A former FBI profiler moves his family from Washington DC to Seattle, where he joins the Millennium Group, a mysterious organization of former law enforcement officers, committed to battling a crime wave which grows as the turn of the millennium approaches. Written by
Alexander Lum <email@example.com>
Very few people understood what Millennium was about, but for its fans, it remains a very stirring drama. A lot of critics misrepresent Millennium as some kind of gloomy police drama, when the cases that Frank Black investigated during the course of season one were merely vehicles in which to explore the grayer shades of humanity.
Only about half of the twenty-two episodes during the first season were concerned with just serial killers--far less than critics like to think. Look closer and you'll see that episodes like the pilot, "Gehenna," "The Judge" and "Sacrament" had supernatural/apocalyptic elements to them, which make them far less mundane than some might initially think. ("Gehenna" even had visuals of a winged beast, or Legion as the fans dubbed him, descending from the sky.)
Regarding those other, say, eight or ten serial killer episodes, Millennium addressed the big questions: What made these men? What can society do to stop them? You won't hear the investigators on CSI or Law & Order ask these questions, unless in a glib, sarcastic way. Those programs are all about police procedure. To me, *that's* depressing. When Frank looked 'into the minds of killers,' he was trying to understand them, sometimes even sympathize with them. These killers weren't evil people. They were tragic people that did evil things--most were victims themselves. Millennium gave human faces to ghastly perpetrators.
The latter season one episodes stray from the serial killer motifs. "Force Majeure" involves a man in an iron lung who preaches about a planetary alignment that will have cataclysmic consequences. "Walkabout" sheds light on Frank's past when he participates in a clinical trial for an experimental drug that might suppress his 'gift.' "Maranatha" takes Frank to the Russian district of New York in pursuit of Yaponchik, who may be the Antichrist. And then there's the stunning "Lamentation"/"Powers, Principalities, Thrones and Dominions" two-parter, in which devils and angels aren't merely a concept, but physically exist alongside Frank and his colleagues!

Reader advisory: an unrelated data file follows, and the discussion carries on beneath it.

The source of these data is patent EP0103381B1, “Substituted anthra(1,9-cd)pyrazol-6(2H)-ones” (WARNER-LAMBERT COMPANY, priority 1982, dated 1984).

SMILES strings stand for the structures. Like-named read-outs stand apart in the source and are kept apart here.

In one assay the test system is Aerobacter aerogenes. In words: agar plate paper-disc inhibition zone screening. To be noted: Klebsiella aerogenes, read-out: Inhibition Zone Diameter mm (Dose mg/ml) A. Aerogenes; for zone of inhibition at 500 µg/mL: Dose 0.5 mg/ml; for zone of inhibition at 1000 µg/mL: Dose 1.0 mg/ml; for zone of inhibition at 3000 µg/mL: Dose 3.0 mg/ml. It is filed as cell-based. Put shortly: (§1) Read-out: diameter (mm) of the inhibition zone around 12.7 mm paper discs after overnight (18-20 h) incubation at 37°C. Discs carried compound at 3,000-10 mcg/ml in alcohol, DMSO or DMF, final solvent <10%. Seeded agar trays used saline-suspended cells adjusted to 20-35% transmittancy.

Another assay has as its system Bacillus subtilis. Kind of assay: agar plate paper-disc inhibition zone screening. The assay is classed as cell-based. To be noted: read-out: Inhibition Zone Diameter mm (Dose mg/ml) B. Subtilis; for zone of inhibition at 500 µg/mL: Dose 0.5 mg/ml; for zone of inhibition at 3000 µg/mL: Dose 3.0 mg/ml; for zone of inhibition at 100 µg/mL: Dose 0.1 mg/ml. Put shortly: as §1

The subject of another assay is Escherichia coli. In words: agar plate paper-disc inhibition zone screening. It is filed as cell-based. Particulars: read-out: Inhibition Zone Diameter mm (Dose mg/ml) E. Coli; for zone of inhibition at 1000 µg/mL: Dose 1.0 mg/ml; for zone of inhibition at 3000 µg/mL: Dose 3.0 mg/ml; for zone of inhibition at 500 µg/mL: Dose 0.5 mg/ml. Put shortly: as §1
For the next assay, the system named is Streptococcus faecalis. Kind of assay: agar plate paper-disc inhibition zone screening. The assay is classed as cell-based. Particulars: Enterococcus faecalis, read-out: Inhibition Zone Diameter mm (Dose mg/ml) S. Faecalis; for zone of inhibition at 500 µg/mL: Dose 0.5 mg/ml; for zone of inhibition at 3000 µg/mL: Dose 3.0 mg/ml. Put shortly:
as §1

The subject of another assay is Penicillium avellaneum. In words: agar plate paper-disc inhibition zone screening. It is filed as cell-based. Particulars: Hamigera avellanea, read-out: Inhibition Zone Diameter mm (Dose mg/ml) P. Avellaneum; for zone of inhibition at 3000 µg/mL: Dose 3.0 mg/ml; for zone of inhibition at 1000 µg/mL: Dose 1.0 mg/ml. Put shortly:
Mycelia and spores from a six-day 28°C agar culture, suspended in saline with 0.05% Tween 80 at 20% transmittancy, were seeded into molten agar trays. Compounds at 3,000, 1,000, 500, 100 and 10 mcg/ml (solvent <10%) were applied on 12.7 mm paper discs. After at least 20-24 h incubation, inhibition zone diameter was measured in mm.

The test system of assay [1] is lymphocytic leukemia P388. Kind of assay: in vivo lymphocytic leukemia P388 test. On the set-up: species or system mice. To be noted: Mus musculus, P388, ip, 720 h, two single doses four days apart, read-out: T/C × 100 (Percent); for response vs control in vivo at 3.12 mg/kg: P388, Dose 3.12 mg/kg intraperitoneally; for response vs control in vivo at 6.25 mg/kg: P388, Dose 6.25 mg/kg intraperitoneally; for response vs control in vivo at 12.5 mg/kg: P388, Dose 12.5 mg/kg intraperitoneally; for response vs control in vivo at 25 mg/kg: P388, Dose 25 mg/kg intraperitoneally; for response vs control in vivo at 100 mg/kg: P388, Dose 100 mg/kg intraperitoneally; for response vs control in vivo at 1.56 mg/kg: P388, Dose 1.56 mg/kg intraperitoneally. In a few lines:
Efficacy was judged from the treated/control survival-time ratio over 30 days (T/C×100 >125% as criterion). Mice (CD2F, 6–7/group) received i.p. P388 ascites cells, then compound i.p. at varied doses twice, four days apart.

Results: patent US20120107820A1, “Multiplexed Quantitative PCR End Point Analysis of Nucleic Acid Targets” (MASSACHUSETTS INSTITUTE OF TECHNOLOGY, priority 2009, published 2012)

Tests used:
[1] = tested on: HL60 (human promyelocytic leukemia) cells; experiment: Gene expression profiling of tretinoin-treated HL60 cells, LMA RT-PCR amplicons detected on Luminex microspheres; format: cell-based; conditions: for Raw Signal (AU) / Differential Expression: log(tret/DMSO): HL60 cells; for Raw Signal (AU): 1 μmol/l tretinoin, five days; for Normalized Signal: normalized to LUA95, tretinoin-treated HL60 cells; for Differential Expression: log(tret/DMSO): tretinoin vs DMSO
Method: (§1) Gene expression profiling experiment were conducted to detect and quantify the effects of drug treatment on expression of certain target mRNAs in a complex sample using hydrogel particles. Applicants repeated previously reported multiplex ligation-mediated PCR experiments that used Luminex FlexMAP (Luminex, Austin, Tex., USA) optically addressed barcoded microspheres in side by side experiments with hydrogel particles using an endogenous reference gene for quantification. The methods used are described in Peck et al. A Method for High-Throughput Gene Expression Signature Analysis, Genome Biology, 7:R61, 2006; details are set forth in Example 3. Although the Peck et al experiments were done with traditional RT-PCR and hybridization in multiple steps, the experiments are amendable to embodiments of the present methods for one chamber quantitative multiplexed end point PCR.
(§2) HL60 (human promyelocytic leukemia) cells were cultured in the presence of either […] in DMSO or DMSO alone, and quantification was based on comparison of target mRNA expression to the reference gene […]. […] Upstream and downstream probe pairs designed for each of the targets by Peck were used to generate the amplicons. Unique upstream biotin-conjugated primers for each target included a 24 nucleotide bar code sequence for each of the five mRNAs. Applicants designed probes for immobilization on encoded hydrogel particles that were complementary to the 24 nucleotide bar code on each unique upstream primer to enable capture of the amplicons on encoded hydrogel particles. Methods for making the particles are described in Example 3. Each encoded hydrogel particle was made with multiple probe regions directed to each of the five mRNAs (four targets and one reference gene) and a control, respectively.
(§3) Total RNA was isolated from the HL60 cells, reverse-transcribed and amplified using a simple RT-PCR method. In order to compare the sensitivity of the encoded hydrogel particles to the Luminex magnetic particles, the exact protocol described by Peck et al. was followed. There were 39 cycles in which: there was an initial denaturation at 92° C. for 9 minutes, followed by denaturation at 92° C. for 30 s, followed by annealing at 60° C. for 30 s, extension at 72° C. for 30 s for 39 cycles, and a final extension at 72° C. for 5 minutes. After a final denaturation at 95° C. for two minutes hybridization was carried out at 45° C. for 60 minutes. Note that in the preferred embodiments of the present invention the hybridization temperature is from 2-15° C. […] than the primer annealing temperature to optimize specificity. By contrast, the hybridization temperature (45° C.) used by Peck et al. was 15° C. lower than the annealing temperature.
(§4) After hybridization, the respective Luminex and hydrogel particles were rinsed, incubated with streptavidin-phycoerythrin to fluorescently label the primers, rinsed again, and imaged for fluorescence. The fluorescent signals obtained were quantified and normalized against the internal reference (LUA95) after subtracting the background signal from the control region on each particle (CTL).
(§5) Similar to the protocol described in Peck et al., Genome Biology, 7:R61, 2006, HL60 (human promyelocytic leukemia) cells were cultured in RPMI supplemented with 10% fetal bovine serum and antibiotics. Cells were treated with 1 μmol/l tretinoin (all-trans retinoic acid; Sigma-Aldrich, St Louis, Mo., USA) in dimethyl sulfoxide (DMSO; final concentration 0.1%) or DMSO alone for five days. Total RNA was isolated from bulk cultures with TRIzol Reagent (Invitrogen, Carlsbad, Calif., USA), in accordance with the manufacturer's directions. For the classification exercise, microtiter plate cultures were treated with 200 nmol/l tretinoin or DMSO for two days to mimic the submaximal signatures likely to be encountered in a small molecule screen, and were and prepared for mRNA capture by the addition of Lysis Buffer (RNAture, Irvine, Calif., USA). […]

Millennium also isn't relentlessly gory or downbeat. Look at the endings of "The Well Worn Lock," "Powers," or especially "The Wild and the Innocent"--still one of the most uplifting hours of television I've seen to this day. A lot of the show's early work is about criminals taking responsibility, victims learning to heal, and how Frank, and his family and friends, come to an understanding about Why Bad Things Happen. Don't be so dark, critics. Millennium--seriously!--is not.
Season two of Millennium is nothing short of brilliant, but the foundation is laid here. Strong scripts, talented actors, exceptional production values, and timeless themes (the tolls of work on family life, humanity's struggle with evil, temptations of the Devil, faith and religion, corruptions in governments and organizations) make all three seasons of Millennium a MUST BUY. Don't let mistaken critics, or lackluster DVD sets (a show this rich needs more commentary!), dissuade you from owning one of the best shows of the 90's, nay, of all time.
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